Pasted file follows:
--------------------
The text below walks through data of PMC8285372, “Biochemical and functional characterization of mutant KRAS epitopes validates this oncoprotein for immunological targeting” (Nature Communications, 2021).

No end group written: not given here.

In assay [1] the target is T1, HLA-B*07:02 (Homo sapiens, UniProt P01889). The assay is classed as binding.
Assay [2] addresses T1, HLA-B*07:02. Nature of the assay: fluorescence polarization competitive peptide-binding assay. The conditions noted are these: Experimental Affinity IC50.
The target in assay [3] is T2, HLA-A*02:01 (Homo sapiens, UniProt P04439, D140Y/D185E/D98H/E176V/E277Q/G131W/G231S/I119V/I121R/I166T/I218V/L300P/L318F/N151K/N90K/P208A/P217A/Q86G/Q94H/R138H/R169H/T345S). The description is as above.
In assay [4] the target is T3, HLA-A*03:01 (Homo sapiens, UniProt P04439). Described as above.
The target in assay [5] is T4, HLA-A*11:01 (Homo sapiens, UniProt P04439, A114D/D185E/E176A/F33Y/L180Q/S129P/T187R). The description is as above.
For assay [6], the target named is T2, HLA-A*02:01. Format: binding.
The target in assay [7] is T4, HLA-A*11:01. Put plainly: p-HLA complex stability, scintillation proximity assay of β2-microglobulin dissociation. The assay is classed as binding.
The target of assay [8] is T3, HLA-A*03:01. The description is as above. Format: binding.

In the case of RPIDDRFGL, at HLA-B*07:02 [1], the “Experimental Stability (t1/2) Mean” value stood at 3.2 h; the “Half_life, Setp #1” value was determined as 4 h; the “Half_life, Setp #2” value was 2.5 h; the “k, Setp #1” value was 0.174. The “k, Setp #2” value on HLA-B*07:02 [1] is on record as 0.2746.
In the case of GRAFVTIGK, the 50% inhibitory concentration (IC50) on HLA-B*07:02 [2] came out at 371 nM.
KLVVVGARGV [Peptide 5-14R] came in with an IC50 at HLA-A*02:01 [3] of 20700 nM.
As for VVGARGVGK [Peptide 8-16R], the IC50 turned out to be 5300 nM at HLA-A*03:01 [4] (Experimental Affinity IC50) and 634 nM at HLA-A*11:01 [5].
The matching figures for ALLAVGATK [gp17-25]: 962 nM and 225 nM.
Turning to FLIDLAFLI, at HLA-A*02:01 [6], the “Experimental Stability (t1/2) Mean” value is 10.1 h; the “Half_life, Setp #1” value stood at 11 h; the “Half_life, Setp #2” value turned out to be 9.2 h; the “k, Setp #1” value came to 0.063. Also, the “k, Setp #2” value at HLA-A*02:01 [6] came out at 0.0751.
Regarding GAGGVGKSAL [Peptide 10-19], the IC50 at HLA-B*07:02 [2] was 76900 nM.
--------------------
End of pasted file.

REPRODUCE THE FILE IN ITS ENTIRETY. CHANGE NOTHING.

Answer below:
The text below walks through data of PMC8285372, “Biochemical and functional characterization of mutant KRAS epitopes validates this oncoprotein for immunological targeting” (Nature Communications, 2021).

No end group written: not given here.

In assay [1] the target is T1, HLA-B*07:02 (Homo sapiens, UniProt P01889). The assay is classed as binding.
Assay [2] addresses T1, HLA-B*07:02. Nature of the assay: fluorescence polarization competitive peptide-binding assay. The conditions noted are these: Experimental Affinity IC50.
The target in assay [3] is T2, HLA-A*02:01 (Homo sapiens, UniProt P04439, D140Y/D185E/D98H/E176V/E277Q/G131W/G231S/I119V/I121R/I166T/I218V/L300P/L318F/N151K/N90K/P208A/P217A/Q86G/Q94H/R138H/R169H/T345S). The description is as above.
In assay [4] the target is T3, HLA-A*03:01 (Homo sapiens, UniProt P04439). Described as above.
The target in assay [5] is T4, HLA-A*11:01 (Homo sapiens, UniProt P04439, A114D/D185E/E176A/F33Y/L180Q/S129P/T187R). The description is as above.
For assay [6], the target named is T2, HLA-A*02:01. Format: binding.
The target in assay [7] is T4, HLA-A*11:01. Put plainly: p-HLA complex stability, scintillation proximity assay of β2-microglobulin dissociation. The assay is classed as binding.
The target of assay [8] is T3, HLA-A*03:01. The description is as above. Format: binding.

In the case of RPIDDRFGL, at HLA-B*07:02 [1], the “Experimental Stability (t1/2) Mean” value stood at 3.2 h; the “Half_life, Setp #1” value was determined as 4 h; the “Half_life, Setp #2” value was 2.5 h; the “k, Setp #1” value was 0.174. The “k, Setp #2” value on HLA-B*07:02 [1] is on record as 0.2746.
In the case of GRAFVTIGK, the 50% inhibitory concentration (IC50) on HLA-B*07:02 [2] came out at 371 nM.
KLVVVGARGV [Peptide 5-14R] came in with an IC50 at HLA-A*02:01 [3] of 20700 nM.
As for VVGARGVGK [Peptide 8-16R], the IC50 turned out to be 5300 nM at HLA-A*03:01 [4] (Experimental Affinity IC50) and 634 nM at HLA-A*11:01 [5].
The matching figures for ALLAVGATK [gp17-25]: 962 nM and 225 nM.
Turning to FLIDLAFLI, at HLA-A*02:01 [6], the “Experimental Stability (t1/2) Mean” value is 10.1 h; the “Half_life, Setp #1” value stood at 11 h; the “Half_life, Setp #2” value turned out to be 9.2 h; the “k, Setp #1” value came to 0.063. Also, the “k, Setp #2” value at HLA-A*02:01 [6] came out at 0.0751.
Regarding GAGGVGKSAL [Peptide 10-19], the IC50 at HLA-B*07:02 [2] was 76900 nM.